happened in the world was her doing.

"I wish something would happen," said Bobbie, dreamily, "something

And something wonderful did happen exactly four days after she had
said this. I wish I could say it was three days after, because in
fairy tales it is always three days after that things happen. But
this is not a fairy story, and besides, it really was four and not
three, and I am nothing if not strictly truthful.

They seemed to be hardly Railway children at all in those days, and
as the days went on each had an uneasy feeling about this which
Phyllis expressed one day.

"I wonder if the Railway misses us," she said, plaintively. "We
never go to see it now."

"It seems ungrateful," said Bobbie; "we loved it so when we hadn't
anyone else to play with."

"Perks is always coming up to ask after Jim," said Peter, "and the
signalman's little boy is better. He told me so."

"I didn't mean the people," explained Phyllis; "I meant the dear
Railway itself."

"The thing I don't like," said Bobbie, on this fourth day, which was
a Tuesday, "is our having stopped waving to the 9.15 and sending our
love to Father by it."

"Let's begin again," said Phyllis. And they did.

Somehow the change of everything that was made by having servants in
the house and Mother not doing any writing, made the time seem
extremely long since that strange morning at the beginning of
things, when they had got up so early and burnt the bottom out of
the kettle and had apple pie for breakfast and first seen the

It was September now, and the turf on the slope to the Railway was
dry and crisp. Little long grass spikes stood up like bits of gold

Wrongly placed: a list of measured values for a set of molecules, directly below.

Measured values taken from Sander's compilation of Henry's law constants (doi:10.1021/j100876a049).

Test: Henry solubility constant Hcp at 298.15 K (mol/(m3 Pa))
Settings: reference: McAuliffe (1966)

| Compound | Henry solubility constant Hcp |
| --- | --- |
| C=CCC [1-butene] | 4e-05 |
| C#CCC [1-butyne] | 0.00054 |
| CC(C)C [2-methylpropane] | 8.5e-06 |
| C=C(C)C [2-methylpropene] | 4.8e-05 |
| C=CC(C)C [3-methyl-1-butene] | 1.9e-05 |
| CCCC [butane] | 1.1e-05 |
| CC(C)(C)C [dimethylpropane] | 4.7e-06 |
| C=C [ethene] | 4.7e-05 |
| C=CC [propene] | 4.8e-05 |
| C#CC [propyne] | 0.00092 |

wire, frail blue harebells trembled on their tough, slender stalks,
Gipsy roses opened wide and flat their lilac-coloured discs, and the
golden stars of St. John's Wort shone at the edges of the pool that
lay halfway to the Railway. Bobbie gathered a generous handful of
the flowers and thought how pretty they would look lying on the
green-and-pink blanket of silk-waste that now covered Jim's poor
broken leg.

"Hurry up," said Peter, "or we shall miss the 9.15!"

"I can't hurry more than I am doing," said Phyllis. "Oh, bother it!
My bootlace has come undone AGAIN!"

"When you're married," said Peter, "your bootlace will come undone
going up the church aisle, and your man that you're going to get
married to will tumble over it and smash his nose in on the
ornamented pavement; and then you'll say you won't marry him, and
you'll have to be an old maid."

"I shan't," said Phyllis. "I'd much rather marry a man with his
nose smashed in than not marry anybody."

"It would be horrid to marry a man with a smashed nose, all the
same," went on Bobbie. "He wouldn't be able to smell the flowers at
the wedding. Wouldn't that be awful!"

"Bother the flowers at the wedding!" cried Peter. "Look! the
signal's down. We must run!"

They ran. And once more they waved their handkerchiefs, without at
all minding whether the handkerchiefs were clean or not, to the

"Take our love to Father!" cried Bobbie. And the others, too,

"Take our love to Father!"

The old gentleman waved from his first-class carriage window. Quite
violently he waved. And there was nothing odd in that, for he
always had waved. But what was really remarkable was that from
every window handkerchiefs fluttered, newspapers signalled, hands
waved wildly. The train swept by with a rustle and roar, the little
pebbles jumped and danced under it as it passed, and the children
were left looking at each other.

"Well!" said Peter.